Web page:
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Full text of "The Cambridge Natural History"

FOSSIL   JAWS                                        97

have resisted the decay which would more readily affect the
softer "bones. Where there are bones it is frequently the lower
jaw alone which has been preserved for usa bone which has also
been preserved in the case of some of the contemporary Marsupials.
It has been pointed out (from the observation of dead dogs
floating in canals) that the lower jaw is occasionally detached
from the carcase. It is the most readily separable part which
contains a skeleton. It may be, therefore, that the remains of
these early mammals, floating down some river to the sea, may
have lost their jaws while in the river, or at furthest in the
shallow waters of the sea, the rest of the carcase floating out to
a greater distance, and being finally entombed in the stomach
of some carnivorous fish, or in the mud at the bottom of a deep
ocean, which has never since seen the light.
The characters of this group are really more those of the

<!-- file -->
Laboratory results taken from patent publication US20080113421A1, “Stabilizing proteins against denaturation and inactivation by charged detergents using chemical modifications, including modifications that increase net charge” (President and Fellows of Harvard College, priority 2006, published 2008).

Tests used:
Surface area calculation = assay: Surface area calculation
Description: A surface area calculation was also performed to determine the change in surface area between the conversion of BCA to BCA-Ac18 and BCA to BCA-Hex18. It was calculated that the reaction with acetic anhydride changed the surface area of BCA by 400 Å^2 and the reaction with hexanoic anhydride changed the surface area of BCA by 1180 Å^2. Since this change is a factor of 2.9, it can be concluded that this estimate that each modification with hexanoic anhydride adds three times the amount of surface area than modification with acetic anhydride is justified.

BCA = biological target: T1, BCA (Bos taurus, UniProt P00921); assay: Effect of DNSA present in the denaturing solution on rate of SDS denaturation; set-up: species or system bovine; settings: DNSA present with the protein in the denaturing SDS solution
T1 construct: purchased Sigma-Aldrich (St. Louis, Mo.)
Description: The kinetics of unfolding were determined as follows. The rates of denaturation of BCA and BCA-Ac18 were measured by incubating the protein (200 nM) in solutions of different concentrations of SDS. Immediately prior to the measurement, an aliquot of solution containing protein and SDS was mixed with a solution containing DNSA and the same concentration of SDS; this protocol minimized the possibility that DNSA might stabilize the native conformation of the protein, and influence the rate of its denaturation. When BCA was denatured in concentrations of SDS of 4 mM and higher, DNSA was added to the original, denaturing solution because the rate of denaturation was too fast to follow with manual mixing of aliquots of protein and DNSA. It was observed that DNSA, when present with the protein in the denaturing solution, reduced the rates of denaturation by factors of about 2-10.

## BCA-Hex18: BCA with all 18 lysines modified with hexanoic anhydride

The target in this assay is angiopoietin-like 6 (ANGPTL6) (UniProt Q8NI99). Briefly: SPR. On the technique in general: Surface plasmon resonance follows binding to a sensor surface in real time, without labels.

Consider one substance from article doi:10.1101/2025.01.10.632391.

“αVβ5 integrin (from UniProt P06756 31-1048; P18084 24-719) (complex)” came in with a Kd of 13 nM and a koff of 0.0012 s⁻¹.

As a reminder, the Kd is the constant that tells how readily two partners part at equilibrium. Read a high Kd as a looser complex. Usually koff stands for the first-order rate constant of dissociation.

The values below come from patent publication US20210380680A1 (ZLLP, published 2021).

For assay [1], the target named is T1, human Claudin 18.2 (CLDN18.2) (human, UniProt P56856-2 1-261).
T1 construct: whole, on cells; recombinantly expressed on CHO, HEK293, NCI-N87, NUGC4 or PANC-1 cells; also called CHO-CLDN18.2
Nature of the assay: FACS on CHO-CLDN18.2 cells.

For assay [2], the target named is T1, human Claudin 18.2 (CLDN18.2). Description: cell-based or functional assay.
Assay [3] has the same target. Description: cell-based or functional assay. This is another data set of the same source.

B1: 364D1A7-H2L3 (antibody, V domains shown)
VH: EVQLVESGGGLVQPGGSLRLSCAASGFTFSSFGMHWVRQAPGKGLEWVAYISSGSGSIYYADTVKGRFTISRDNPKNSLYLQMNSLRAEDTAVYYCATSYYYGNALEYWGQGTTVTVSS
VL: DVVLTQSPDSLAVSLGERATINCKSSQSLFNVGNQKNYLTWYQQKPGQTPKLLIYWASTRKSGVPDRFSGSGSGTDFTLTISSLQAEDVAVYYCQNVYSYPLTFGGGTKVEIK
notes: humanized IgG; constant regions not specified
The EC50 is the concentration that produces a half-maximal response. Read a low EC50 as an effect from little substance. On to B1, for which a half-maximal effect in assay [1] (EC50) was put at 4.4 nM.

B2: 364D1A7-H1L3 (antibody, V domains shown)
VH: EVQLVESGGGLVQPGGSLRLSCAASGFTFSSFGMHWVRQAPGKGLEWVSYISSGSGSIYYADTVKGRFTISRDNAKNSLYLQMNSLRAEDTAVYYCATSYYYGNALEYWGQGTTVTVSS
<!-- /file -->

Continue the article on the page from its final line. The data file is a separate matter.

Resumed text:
Monotremata than of the Marsupials. The undoubted likeness
which their molar teeth show to the temporary teeth of the
Platypus have already been commented upon. Like the Mono-
tremes the Allotheria appear to have possessed a large and
independent coraeoid; the evidence for this rests upon the
discovery of the lower end of a scapula of Camptomus, a Cretaceous
genus from North America upon which there is a distinct facet
for the articulation of what can have been nothing else than a
coraeoid. On the other hand they differ from the Monotremata
by the presence of incisor teeth which were E,odent-like in form,
and not very different from those of certain Marsupials. This
point of difference cannot be regarded as of very first-rate im-
portance ; no one would relegate the Sloth and the Armadillo to
different orders on account of their tooth differences, which are
about on a par with those to which we have just referred. It
seems indeed likely that it will be ultimately necessary to rub
out the boundary line which now divides the Allotheria and the
Monotremata.
The Plagiaulacidae are unquestionably mammals, and they
are placed by most naturalists in this at present uncertain group
of Multituberculata, which will be retained here in deference to
the distinguished authorities who have instituted the group,
though there are but few characters by which it can be defined.
This family though appearing in the Trias, extends down in time
to the Eocene. The type-genus, that which lias given its name to
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